About Our Blog

Is there ever a discriminate purpose to a blog? Is there any way to meld random thoughts into a cohesive agenda? No, but we’re trying.

As you may have guessed by our banner, or if you know us personally, most of our attention will be directed at Congress, our area of expertise, but undoubtedly other issues will make their way into this blog.  Excluding the more random posts, our primary aim is to analyze political events through the lens of political science (novel, we know).  This is not to say that we intend to generate peer-reviewable blog posts complete with exhaustive literature reviews and statistical models: quite the contrary.  Still, we see a need for more rigorous analysis of political events.  Similarly, political science struggles to make its way into the public mind.  This is despite the laudable efforts of several polisci blogs which have recently received attention from a wider audience than the typical university classroom. We hope this blog helps carry the mantle that those other scholars have started.  On the other hand, pundits aren’t the only ones who can say absurd things. We only hope our absurdity stands on more rigorous footing!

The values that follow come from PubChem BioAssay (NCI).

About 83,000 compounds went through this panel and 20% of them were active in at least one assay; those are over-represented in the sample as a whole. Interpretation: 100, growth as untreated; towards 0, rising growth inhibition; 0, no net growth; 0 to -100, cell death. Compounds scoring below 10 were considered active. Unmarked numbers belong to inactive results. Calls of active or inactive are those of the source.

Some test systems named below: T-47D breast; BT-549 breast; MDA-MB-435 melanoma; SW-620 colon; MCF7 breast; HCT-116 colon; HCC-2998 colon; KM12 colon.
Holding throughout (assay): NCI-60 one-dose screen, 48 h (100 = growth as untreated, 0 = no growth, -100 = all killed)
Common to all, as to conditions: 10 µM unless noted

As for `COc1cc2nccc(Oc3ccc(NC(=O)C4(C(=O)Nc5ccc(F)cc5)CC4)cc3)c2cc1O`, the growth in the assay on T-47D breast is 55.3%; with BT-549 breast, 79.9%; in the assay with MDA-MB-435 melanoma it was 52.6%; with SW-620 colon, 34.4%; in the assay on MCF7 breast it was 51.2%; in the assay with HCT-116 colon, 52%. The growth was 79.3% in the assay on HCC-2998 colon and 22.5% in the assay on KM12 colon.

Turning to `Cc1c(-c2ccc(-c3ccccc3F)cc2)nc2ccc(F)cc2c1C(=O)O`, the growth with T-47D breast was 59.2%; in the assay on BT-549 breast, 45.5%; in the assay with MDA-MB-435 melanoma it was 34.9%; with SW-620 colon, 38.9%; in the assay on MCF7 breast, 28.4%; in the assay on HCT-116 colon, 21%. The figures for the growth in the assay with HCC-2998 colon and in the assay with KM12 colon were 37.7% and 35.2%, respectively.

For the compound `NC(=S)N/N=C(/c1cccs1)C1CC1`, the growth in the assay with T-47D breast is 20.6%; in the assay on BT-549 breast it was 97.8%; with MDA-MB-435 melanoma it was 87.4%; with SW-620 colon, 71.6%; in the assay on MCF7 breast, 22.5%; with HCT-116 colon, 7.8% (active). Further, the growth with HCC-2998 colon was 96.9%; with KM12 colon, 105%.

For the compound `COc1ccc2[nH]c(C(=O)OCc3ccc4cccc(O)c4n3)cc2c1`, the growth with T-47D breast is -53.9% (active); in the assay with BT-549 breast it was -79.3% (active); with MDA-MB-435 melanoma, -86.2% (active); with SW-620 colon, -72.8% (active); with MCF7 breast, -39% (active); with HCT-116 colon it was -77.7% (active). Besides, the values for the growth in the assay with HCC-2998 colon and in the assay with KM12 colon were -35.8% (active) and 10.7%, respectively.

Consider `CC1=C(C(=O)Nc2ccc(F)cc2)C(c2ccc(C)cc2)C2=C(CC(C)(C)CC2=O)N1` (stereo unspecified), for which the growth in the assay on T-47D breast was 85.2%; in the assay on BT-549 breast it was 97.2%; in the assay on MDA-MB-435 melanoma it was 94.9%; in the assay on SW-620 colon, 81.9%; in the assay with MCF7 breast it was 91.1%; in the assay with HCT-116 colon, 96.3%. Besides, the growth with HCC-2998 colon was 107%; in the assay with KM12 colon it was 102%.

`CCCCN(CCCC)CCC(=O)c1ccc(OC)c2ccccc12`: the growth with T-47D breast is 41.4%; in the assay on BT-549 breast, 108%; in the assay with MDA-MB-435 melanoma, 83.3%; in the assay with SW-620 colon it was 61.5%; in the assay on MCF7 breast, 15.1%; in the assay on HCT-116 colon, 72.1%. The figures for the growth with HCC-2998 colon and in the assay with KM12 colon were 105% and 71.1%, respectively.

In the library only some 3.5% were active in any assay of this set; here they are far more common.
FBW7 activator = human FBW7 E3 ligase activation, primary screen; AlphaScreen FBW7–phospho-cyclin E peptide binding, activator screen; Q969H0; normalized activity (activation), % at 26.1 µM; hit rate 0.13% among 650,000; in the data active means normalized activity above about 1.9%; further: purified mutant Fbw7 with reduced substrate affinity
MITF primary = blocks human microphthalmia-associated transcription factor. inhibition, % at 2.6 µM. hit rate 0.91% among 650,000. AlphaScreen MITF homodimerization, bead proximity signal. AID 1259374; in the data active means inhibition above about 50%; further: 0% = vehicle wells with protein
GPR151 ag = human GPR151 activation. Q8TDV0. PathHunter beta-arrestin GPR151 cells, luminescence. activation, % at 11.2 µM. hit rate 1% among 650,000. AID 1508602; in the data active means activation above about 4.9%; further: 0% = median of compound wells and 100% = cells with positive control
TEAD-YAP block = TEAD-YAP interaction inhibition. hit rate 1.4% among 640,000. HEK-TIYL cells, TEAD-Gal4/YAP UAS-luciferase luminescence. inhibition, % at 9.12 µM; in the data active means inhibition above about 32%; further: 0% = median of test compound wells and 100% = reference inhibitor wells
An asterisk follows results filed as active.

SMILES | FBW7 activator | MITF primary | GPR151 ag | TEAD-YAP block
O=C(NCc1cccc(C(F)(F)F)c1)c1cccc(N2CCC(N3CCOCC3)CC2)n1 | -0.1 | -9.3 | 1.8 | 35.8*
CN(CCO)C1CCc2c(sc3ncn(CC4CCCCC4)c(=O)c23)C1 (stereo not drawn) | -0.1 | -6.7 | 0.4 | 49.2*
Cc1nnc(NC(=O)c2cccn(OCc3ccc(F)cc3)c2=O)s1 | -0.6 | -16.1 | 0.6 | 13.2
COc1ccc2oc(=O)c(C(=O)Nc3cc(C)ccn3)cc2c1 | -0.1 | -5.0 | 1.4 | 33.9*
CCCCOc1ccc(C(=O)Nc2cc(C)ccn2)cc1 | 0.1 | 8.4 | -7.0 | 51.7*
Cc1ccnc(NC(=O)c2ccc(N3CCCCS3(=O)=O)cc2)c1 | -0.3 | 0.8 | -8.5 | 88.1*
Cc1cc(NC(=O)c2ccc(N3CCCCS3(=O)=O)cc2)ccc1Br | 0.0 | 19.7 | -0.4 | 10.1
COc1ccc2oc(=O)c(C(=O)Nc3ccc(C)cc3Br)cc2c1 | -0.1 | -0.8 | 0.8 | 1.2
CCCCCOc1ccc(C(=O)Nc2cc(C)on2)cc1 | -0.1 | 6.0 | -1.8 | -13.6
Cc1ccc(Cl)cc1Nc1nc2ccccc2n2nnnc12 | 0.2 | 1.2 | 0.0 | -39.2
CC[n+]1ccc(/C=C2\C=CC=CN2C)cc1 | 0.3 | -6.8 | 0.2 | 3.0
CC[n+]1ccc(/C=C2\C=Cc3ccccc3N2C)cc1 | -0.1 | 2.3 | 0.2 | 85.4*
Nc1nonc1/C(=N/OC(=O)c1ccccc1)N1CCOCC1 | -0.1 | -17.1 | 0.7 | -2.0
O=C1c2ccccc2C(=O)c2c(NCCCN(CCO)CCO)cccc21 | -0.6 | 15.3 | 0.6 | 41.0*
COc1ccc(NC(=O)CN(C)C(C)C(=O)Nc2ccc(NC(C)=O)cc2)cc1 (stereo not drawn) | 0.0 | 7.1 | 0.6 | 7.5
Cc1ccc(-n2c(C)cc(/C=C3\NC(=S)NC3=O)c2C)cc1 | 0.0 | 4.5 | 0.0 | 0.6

Similarly, we hope this blog establishes a forum where ideas and research can be discussed. In this way, our blog is consistent with our academic pursuits and obligations. Along with more general commentary, we’ll undoubtedly speculate about potential areas and avenues of research.  We have several reasons for this: first, we are interested in your feedback. Grappling with raw ideas at their early stages is an important component of a research agenda.  We believe exposing these ideas will undoubtedly strengthen our perspectives and academic ventures.  Second, we hope this blog instigates creativity and the motivation to explore new ideas.  Rather than relegate our ideas to the dust-bin we feel putting them “out there,” even if only in the framework of a blog, is a vastly superior option.  Finally, blogging about politics is an excellent way for political scientists to build rapport with students.  Students get a sense of our enthusiasm through lectures, but political science perspectives on current events often spur the best classroom debates.

In short, we hope this blog instigates academic and political debate from an institutional and congressional perspective.